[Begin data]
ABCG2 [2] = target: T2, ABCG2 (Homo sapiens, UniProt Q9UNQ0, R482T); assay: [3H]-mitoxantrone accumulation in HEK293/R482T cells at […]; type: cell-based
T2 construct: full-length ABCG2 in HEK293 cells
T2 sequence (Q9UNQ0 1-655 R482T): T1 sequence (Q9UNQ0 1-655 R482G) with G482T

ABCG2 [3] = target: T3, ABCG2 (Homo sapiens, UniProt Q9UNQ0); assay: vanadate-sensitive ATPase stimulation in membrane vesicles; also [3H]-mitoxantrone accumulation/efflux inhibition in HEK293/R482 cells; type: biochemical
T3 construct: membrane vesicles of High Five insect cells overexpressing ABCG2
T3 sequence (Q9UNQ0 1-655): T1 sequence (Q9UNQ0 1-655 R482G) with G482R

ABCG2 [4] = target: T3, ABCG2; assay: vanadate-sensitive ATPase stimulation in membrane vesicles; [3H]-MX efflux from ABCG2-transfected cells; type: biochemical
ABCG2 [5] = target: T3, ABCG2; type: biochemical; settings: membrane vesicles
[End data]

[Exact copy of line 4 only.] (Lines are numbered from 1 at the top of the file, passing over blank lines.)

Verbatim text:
ABCG2 [3] = target: T3, ABCG2 (Homo sapiens, UniProt Q9UNQ0); assay: vanadate-sensitive ATPase stimulation in membrane vesicles; also [3H]-mitoxantrone accumulation/efflux inhibition in HEK293/R482 cells; type: biochemical